The Americanization of the European Cement Industry: LaFarge in Comparative Perspective, from Fashion to a Structural Change
Dominique Barjot

In 2009, the European cement industry dominated the North American market. European cement groups (Lafarge, Holcim, Heidelberg Cement, Italcementi, Buzzi Unicem, and Vicat) became well established in the United States and Canada following strong Americanization during the 1940s and 1950s. The French Lafarge Group, established to overcome decolonization in North Africa, was organized in France as a tentative effort to diversify. The method worked in America for Swiss and Belgian competitors as well. With Lafarge's success in British Columbia, the trend became a durable practice. After technological advances during the mid-1960s, the Group adopted the American organizational model. Under strong leadership, Lafarge became head first of the American, and then of the world, cement industry after rapid internal growth and merger absorptions with Canada Cement (1960s), Portland Cement and the Coppée group (1970s), Redland, and then Blue Circle at the turn of the twenty-first century.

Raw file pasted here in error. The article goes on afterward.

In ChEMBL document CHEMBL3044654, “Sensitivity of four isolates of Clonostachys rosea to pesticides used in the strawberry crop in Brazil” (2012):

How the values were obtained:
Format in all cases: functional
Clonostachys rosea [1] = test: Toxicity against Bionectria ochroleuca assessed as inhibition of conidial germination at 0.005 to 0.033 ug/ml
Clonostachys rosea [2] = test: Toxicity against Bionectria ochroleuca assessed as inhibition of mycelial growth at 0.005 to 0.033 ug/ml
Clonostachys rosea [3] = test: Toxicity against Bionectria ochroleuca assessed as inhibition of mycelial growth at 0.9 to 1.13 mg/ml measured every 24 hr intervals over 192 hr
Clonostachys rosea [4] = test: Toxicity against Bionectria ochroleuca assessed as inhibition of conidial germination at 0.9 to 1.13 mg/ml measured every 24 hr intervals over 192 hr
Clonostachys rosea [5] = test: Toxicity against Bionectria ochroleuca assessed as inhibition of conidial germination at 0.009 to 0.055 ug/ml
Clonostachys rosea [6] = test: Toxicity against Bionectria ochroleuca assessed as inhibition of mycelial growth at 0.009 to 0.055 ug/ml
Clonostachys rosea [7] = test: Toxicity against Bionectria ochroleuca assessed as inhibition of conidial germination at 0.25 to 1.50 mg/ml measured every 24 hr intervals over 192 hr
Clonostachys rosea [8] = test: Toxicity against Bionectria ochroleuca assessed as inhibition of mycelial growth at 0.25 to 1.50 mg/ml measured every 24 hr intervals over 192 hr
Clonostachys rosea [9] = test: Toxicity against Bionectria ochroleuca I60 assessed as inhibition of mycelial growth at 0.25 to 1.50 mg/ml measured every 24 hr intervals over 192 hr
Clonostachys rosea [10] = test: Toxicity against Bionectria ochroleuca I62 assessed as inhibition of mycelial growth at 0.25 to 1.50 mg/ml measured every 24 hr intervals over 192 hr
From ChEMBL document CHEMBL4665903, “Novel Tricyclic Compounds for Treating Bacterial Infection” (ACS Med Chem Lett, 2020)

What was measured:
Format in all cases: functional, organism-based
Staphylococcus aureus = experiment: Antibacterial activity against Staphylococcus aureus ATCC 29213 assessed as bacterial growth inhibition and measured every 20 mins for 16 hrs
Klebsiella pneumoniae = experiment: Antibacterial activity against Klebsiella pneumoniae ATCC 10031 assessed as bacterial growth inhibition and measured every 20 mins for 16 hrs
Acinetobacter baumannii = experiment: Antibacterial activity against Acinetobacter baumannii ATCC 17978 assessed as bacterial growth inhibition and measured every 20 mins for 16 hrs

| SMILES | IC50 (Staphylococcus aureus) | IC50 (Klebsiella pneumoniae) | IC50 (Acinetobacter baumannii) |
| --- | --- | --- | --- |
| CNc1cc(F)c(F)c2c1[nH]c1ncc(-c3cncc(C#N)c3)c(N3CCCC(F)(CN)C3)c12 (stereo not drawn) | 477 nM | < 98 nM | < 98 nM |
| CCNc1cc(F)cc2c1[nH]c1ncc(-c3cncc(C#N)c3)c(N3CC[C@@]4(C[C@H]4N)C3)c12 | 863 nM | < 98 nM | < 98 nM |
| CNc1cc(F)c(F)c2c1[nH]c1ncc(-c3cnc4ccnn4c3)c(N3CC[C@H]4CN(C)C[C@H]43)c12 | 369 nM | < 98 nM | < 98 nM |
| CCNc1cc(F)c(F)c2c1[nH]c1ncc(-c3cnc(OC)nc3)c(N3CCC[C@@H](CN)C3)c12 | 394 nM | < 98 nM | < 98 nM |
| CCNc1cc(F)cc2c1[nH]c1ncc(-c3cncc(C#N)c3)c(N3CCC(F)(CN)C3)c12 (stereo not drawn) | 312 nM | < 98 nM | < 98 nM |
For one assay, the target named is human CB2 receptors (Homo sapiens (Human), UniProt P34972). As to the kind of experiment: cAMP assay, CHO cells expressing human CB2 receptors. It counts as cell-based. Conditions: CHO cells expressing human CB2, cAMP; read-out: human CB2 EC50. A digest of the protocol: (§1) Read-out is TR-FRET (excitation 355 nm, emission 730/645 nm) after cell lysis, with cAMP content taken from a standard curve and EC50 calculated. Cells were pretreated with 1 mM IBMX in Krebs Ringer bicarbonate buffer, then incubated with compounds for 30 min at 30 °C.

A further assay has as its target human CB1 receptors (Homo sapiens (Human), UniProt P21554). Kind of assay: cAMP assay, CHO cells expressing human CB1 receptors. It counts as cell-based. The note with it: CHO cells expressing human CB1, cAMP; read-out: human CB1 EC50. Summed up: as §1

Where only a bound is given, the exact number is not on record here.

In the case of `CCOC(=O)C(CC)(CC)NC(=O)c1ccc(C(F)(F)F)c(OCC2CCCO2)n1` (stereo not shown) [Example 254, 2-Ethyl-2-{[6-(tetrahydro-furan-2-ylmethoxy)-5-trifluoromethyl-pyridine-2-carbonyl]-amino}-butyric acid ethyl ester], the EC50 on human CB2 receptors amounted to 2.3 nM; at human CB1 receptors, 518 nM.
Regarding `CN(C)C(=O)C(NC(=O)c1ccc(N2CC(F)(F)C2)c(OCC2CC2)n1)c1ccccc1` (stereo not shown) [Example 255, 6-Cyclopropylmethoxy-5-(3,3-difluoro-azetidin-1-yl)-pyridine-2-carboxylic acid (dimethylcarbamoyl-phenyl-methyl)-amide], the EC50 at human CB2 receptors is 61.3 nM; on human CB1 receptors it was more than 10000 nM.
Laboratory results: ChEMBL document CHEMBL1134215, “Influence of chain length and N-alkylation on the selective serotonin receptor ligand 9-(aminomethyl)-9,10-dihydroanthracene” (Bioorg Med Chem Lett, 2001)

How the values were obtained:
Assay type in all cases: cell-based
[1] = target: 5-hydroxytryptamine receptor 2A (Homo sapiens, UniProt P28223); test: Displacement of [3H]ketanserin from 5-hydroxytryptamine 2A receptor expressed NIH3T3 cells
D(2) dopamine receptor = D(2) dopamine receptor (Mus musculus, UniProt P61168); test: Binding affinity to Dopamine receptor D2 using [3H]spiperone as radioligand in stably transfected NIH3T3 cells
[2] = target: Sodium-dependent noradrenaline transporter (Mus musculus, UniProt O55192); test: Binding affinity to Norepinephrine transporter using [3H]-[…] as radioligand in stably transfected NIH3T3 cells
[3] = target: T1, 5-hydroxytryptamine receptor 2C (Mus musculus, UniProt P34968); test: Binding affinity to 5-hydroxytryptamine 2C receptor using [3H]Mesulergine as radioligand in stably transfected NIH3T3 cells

BEH On-Line Paper